How to stay cool without air conditioning if you are working from home

WWe are on track to have one of the hottest summers on record. And if you’re like many Americans who work from home, getting out of bed with 10 minutes to spare before clocking in can be convenient, but missing out on the luxury of office air conditioning can leave you feeling less productive.

In fact, there is science to back this up.

“There is research that has hypothesized that the brain functions better in colder environments compared to warmer ones because of the available glucose the brain uses, which is lower in higher temperatures as the body expends more energy to cool the body,” says family medicine physician Kim Yu, MD.

Working from home can also mean you are alone for long periods of time and sitting in a space without quality air conditioning. Without coworkers around to check on you, you could start getting heat exhaustion without even knowing it.

Heat exhaustion typically occurs after the body is exposed to high temperatures for a long period of time. Common symptoms include dizziness, increased thirst, profuse sweating, nausea, weakness, and muscle cramps. Dr. Yu says that if he begins to experience any of these symptoms after overheating, it’s best to go to a well-air-conditioned space and drink water. If you start to notice worsening symptoms, seek immediate medical attention.

“Heat stroke is also critical to recognize, as it can be fatal,” he adds. “Symptoms include a feeling of confusion, a throbbing headache, nausea or vomiting, very hot and dry skin, loss of consciousness or seizures, and a racing heartbeat. In those situations, call 911 as heat stroke is a life-threatening emergency and take steps to cool down immediately.”

Fortunately, heat exhaustion and heat stroke are relatively rare. However, even sweating while working from home can be quite uncomfortable. So, we rounded up seven of the best expert-approved tips to help you stay cool, even if you don’t have an air conditioner or fan.

1. Refresh your pulse points

Your body temperature is regulated by an area of ​​the brain called the hypothalamus. You can raise or lower your body temperature by determining how hot or cold your skin is, and pulse points have the biggest influence on the inner workings of this.

Because your arteries are close to the surface in your neck and wrist, applying something cold to these specific pulse points can help cool your body down quickly, says Ava Shamban, MD, board-certified dermatologist, founder of AVA MD and Skin Five medical spas. She recommends using an orthopedic ice pack or cold towel that can be put in the freezer and then worn around her neck while she works. She can also apply a cold compress to her temples and wrists.

2. Soak your feet in cold water

Just as applying something cold to your pulse points can quickly cool the body, immersing your feet in a bowl of cold water can provide the same relief. The soles of the feet and ankles retain heat, so changing the physical temperature of the skin in those areas is a great trick. And if a bowl of water under your desk doesn’t work for you, fill a plastic water bottle halfway, freeze it, and then roll it under your feet. You’ll probably want to wear socks while doing this, but bare feet are also totally acceptable as long as you keep rolling them. (No one on Zoom will know the difference.)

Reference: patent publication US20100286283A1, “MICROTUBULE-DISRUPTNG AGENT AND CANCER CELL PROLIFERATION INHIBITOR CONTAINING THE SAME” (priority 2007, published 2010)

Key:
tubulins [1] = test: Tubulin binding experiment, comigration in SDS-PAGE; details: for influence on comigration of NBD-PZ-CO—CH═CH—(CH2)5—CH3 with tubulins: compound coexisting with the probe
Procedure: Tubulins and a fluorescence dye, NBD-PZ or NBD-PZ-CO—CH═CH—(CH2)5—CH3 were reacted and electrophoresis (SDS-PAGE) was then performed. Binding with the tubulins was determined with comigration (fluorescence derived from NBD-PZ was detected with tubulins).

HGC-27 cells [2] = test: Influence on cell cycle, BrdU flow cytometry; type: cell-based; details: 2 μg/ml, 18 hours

3. Close the windows and curtains

It may sound like a no-brainer, but keep windows and blinds closed on hot days. It can be tempting to let in cool air, but when you do this, you’re letting in hot air and direct sunlight that will raise the temperature in the room, and that heat can take hours to dissipate. When the sun begins to set and temperatures drop below 75, feel free to open a window, as this can cause the interior temperature to drop.

4. Stay hydrated throughout the day

With the heat comes sweating. Since our cells are approximately 70 percent water, dehydration can lead to a loss of strength and stamina, flushing, fatigue, and rapid breathing. No, it’s not exactly your ideal work setup.

Dr. Yu recommends drinking at least eight eight-ounce glasses of water per day, and even more if you feel your body needs it. “Health studies have shown that even mild dehydration can affect brain function and cause headaches,” says Dr. Yu.

Avoid drinks with a lot of caffeine, as they can dehydrate the body. But if plain water isn’t enough, try adding a splash of fruit juice or fresh mint to make it more tempting to drink. (Bonus: mint is known for its cooling effects!)

5. Unplug devices that are not being used

If you live in a small space and don’t have a lot of room to move around, all your charging cords, cables, and electronics can quickly heat up a room without you even realizing it. Make it a habit to unplug your TV when you’re not watching it, unplug your phone charger when not in use, and even unplug your coffee maker or toaster. Your electricity bill will also thank you.

6. Prioritize nightly recovery

Your nightly routine is a great way to set yourself up for success the next day. Dr. Shamban recommends a cold shower at night to keep your body temperature down overnight so you wake up refreshed. He also recommends opting for loose-fitting pajamas made of lightweight linen, silk, or cotton, and hydrating as much as possible before bed.

“We cool by convection, radiation, and transpiration,” she says. “All three support sweating, so you need to be hydrated to sweat enough to lower your body temperature.”

7. If you can, change locations during the hottest part of the day

If all else fails and you’re having trouble staying cool in your home, head somewhere with central air conditioning. Get your afternoon fix of cold beer at your favorite coffee shop or take advantage of the local library or free campus Wi-Fi.

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